BEIJING — Chinese authorities published a guideline on May 23 to cut red tape and improve government efficiency so that the public and businesses can have easier access to public service.
A set of measures will streamline those public services that directly affect the daily lives of ordinary people and normal business practices, according to the guideline issued by the General Offices of the Communist Party of China Central Committee and the State Council.
The work is aimed at minimizing the visits ordinary citizens and business people have to make to government departments, the document said.
New practices, such as 24-hour online government, one-stop applications and minimal procedure, have already made a difference, said a news release from the State Commission Office of Public Sectors Reform.
Those practices have significantly lowered institutional transaction costs and improved the administrative and business environments. However, the current improvement still has not reached the level of comprehensively deepening reform, nor met the expectations of the public.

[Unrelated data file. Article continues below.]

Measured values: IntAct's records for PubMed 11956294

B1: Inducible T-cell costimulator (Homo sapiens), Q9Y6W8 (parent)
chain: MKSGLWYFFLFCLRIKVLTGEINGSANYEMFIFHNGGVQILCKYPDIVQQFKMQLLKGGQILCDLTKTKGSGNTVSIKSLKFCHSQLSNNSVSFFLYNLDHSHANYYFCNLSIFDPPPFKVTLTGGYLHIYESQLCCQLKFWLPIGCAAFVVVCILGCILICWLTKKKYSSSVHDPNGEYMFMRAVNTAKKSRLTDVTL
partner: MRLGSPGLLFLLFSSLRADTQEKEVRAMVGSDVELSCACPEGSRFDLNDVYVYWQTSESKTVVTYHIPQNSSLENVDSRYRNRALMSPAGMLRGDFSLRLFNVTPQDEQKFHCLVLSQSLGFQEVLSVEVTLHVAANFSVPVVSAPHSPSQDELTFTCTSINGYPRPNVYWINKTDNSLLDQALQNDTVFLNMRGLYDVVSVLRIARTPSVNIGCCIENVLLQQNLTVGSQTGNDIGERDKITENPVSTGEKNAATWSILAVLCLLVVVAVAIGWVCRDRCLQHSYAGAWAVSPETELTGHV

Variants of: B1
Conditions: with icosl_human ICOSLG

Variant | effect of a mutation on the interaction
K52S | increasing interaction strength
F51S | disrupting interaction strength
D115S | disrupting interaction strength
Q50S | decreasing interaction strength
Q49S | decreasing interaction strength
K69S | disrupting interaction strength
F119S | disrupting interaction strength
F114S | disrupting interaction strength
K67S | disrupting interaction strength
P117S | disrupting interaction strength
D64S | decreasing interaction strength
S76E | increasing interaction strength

According to the new guideline, public services should be online. If law and conditions allow, up to 80 percent of administrative approvals and other services could be processed on line. Public services should be available in neighborhoods and communities so citizens do not have to travel far. Procedures should be simplified so that most matters can be handled in one visit.
A national information platform will be established to integrate the databases of departments and regions.
National and provincial governments will share their databases with public services at lower levels, including databases for identity checks, taxation, real estate registration and social security.
Databases and office systems within provincial divisions will be integrated into one network and share information.